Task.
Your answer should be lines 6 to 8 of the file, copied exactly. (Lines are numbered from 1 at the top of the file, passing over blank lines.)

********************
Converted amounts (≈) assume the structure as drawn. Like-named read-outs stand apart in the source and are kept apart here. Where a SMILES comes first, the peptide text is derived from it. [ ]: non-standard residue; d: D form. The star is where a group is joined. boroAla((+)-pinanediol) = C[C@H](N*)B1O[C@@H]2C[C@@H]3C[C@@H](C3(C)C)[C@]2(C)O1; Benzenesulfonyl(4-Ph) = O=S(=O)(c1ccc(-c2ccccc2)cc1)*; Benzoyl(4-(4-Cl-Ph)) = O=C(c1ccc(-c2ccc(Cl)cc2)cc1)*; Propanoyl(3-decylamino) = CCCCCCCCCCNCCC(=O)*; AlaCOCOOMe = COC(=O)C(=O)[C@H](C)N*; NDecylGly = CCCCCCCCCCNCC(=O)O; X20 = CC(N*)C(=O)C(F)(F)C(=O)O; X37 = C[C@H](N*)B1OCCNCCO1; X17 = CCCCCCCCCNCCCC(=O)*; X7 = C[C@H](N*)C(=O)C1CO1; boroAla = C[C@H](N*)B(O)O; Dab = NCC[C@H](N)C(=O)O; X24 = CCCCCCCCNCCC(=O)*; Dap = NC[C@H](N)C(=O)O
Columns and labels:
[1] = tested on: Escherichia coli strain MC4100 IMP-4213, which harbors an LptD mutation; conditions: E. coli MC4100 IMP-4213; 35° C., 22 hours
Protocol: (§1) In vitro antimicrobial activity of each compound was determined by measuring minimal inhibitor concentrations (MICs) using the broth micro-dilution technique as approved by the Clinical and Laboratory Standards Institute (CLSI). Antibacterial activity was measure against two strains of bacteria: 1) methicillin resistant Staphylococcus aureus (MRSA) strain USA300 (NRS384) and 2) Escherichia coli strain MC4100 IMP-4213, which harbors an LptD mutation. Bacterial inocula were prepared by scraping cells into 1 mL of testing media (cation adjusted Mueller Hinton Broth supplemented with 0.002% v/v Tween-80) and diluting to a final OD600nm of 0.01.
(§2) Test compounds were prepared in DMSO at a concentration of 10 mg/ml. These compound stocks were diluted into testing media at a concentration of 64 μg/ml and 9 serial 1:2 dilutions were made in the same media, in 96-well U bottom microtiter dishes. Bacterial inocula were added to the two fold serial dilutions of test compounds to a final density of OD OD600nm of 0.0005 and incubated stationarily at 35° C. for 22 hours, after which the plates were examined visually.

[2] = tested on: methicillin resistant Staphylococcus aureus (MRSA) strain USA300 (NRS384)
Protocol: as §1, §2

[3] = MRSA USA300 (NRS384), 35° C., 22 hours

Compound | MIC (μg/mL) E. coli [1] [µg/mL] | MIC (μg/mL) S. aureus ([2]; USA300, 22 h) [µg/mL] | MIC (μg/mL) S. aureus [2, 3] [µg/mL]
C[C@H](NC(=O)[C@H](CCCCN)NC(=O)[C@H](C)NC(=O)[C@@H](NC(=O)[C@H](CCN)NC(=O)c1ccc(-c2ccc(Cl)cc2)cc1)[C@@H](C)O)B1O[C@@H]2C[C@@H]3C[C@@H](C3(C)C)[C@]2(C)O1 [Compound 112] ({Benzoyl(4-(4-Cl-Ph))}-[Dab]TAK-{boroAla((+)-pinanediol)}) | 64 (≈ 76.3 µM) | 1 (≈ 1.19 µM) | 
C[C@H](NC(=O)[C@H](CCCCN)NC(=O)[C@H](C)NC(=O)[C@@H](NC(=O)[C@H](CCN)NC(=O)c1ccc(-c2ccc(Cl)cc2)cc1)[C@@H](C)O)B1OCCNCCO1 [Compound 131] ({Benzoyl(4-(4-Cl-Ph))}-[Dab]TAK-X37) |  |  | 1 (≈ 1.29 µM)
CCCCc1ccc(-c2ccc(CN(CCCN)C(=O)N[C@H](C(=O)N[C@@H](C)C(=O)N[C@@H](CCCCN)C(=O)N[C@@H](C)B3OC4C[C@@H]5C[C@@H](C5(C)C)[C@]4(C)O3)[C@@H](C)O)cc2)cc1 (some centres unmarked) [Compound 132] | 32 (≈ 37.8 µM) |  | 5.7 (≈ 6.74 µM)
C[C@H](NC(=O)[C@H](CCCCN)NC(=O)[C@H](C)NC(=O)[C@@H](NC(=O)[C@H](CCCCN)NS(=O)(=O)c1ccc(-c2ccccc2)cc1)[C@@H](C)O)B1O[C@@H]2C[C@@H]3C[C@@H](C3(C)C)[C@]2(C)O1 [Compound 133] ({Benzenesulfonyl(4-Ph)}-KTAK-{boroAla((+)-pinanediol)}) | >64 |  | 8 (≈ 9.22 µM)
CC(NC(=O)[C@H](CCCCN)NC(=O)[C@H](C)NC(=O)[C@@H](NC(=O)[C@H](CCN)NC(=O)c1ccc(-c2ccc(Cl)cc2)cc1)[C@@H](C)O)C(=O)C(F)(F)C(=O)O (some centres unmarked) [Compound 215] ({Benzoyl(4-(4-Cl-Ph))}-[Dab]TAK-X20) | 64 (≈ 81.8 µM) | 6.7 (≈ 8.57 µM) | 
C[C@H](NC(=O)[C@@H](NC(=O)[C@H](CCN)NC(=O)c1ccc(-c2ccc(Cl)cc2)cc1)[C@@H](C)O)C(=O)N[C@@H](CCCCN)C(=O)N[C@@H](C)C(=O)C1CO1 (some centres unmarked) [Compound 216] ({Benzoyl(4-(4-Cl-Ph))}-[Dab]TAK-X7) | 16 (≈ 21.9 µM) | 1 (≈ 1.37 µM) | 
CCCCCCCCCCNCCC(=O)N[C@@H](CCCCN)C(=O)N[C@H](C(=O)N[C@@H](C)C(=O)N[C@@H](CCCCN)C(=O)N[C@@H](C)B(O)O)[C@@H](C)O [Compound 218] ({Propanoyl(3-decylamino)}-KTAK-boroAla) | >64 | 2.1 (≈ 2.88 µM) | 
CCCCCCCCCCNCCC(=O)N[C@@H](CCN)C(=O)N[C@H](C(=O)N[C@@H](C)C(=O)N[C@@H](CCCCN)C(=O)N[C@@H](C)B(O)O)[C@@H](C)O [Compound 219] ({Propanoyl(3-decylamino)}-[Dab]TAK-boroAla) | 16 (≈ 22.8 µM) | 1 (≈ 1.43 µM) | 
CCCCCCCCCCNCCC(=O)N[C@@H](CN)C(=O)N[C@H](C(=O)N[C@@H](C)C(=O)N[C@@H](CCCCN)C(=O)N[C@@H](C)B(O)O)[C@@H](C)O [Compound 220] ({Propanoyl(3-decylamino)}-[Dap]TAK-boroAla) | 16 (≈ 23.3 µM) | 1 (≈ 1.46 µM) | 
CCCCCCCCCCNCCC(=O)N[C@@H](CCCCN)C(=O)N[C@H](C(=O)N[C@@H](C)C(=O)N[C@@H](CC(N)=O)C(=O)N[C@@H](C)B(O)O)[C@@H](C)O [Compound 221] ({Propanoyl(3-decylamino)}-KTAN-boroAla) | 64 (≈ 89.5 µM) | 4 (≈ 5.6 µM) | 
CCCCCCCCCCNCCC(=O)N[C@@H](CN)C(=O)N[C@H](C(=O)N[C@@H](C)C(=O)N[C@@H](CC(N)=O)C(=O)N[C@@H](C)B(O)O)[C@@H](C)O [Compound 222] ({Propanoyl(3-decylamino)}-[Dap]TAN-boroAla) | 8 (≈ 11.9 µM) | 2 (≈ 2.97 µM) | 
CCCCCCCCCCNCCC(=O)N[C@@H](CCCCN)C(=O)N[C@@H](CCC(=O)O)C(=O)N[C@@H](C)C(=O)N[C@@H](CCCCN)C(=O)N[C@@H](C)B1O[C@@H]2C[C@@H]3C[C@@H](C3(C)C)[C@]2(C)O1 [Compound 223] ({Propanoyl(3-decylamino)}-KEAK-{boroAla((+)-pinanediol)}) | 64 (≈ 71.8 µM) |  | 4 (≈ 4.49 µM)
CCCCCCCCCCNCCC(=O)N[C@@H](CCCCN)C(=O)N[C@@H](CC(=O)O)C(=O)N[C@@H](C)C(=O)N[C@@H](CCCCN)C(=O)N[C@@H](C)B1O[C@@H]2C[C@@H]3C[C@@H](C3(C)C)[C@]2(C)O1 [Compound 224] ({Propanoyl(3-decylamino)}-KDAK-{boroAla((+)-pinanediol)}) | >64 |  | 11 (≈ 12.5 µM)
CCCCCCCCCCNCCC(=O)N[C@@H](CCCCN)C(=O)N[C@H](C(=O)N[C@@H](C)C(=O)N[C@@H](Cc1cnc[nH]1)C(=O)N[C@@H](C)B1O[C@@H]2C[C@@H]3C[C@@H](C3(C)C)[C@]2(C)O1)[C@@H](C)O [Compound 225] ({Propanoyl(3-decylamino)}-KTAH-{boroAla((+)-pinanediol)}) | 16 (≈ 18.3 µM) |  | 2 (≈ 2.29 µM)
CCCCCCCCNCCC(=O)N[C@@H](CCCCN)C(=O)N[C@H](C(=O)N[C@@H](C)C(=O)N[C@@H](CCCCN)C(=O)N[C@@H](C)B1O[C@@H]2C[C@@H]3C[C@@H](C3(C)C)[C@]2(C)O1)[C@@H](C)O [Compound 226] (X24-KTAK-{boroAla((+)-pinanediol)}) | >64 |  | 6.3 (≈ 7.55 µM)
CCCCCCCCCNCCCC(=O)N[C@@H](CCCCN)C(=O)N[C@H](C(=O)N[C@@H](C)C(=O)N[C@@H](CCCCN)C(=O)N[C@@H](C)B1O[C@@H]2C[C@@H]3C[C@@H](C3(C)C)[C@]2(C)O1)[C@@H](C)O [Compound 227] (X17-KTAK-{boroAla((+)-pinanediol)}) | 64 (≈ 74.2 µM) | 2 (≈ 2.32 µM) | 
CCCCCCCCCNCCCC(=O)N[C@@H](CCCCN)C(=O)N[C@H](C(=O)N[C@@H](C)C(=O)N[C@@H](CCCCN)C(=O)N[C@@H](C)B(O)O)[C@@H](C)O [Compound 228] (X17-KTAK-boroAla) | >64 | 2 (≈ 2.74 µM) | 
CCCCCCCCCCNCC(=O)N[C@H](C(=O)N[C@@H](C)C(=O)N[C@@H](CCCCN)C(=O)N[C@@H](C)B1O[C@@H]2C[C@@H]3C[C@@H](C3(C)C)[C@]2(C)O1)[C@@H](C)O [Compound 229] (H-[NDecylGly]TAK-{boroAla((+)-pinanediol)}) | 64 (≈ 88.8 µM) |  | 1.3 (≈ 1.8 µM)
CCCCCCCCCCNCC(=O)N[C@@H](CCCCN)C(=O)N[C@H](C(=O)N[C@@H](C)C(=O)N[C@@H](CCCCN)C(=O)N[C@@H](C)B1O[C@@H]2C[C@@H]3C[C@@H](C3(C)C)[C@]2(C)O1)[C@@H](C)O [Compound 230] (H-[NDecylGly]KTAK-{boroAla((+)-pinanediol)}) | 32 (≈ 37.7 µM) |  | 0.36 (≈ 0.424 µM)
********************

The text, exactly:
[2] = tested on: methicillin resistant Staphylococcus aureus (MRSA) strain USA300 (NRS384)
Protocol: as §1, §2

[3] = MRSA USA300 (NRS384), 35° C., 22 hours